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While income stagnates, property taxes in Merrimack County up 25 percent

  • STOPPING THE SLIDE: Ava Gendron, 9, plays in the pool slide in the backyard of her family home in Allenstown. The town has started a monthly payment plan with the Gendrons and other families that will help them pay off taxes and stay in their homes. GEOFF FORESTER / Monitor staff



Monitor staff
Sunday, July 03, 2016
Part 1 of 3

(About this series: The burden on New Hampshire property owners to pay their taxes is growing. Over the past decade, median income is down and taxes are up. In a three-day series, the “Monitor” has looked at how this tax tension is playing out across the state, and what happens when people fail to pay. To read all of the stories, go here.

Database: Find out how much taxes have increased in your town since 2009 by searching a database at the bottom of this story. )

 

One of the costliest bills New Hampshire homeowners pay each year comes due about now. The typical taxpayer will fork over about $2,500 for mid-year property taxes – but some others won’t be able to afford it.

For those who let the deadline slip for the first time – perhaps due to an unexpected medical bill or the loss of a job – it’ll start a three-year clock until their city or town can seize their home for the unpaid debt.

That’s an outcome most everyone hopes to avoid. But the reality is that the middle-of-the-road worker’s paycheck doesn’t go as far as it did 10 years ago, the tax burden is increasing and the cost of living in the Granite State is high and rising.

The tax situation is worst in those cities and towns where there are few commercial business to help homeowners pay for police, fire departments and schools. This year in Franklin, for instance, 80 homeowners are eligible to have their properties seized for back taxes, the highest total in the city manager’s memory.

Franklin officials have worked out payment plans to help the vast majority of struggling taxpayers recover without losing their homes, but still, at least 15 households could forfeit their most valuable asset.

Compared with some other states, the picture for New Hampshire’s workers isn’t that bad. They’re paid relatively well and their taxes are generally low. But other places collect more tax revenue and distribute more money per student to school districts – the major expense of most communities – while New Hampshire residents pay much of that cost at the local level through their property taxes.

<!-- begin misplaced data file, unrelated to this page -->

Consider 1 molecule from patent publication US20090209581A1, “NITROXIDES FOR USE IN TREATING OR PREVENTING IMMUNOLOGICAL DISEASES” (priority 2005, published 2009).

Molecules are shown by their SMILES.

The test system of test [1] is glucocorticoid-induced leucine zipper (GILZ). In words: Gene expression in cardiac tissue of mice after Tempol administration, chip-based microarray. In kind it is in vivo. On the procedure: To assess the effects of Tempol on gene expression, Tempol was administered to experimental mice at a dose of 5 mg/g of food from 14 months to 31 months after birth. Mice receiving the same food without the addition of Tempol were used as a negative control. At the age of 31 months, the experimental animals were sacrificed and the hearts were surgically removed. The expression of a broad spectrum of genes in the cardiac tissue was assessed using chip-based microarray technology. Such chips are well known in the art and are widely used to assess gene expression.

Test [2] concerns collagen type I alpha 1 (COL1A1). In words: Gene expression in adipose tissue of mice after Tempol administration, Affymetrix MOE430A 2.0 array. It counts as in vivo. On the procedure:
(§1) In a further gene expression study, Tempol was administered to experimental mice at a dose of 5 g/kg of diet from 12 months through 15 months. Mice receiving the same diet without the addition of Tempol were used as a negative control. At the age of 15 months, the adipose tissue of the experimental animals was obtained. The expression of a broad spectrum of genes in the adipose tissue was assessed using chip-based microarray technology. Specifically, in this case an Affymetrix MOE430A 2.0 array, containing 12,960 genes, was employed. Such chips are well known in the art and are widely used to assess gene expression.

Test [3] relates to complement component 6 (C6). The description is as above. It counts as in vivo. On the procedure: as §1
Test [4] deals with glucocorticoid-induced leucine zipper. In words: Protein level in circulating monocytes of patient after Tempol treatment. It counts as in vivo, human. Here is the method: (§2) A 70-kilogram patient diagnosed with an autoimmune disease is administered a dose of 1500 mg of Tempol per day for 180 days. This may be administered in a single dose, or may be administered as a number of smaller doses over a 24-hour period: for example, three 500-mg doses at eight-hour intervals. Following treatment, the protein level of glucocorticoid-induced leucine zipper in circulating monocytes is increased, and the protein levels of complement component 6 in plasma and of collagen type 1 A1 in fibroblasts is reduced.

For most people, it’s getting harder to pay that bill. Since the Great Recession, the median wage has fallen compared with inflation. And the median property tax rate in Merrimack County has increased 25 percent in that same time, according to figures from the Department of Revenue Administration.

“The property tax bill starts to put pressure on the family’s ability to pay for everything else, because the income isn’t going up,” said John Tobin, interim executive director of New Hampshire Fiscal Policy Institute. “It deters people from buying a house and it also makes it harder for people to hang onto the house.”

Recovery for some

By some measures, the state’s economy has recovered well in the past few years. Unemployment rates are nearly down to where they were before the recession, and the total wages paid to all workers are above pre-recession levels.

But those who earn the highest wages have fared far better than those at the bottom, so an overall increase in wages doesn’t necessarily mean anything for the typical person’s livelihood. Adjusted for inflation, the median hourly wage in the state fell nearly 7 percent between 2007 and 2015, according to an NHFPI study.

That was felt nationwide, but the decline in median hourly wages was sharper in New Hampshire than all but one other state.

No one knows for sure why the benefits of economic growth have been isolated at the top, NHFPI Policy Analyst Greg Bird said, but at least one factor in New Hampshire has been the recomposition of employment, especially the evacuation overseas of well paying manufacturing jobs.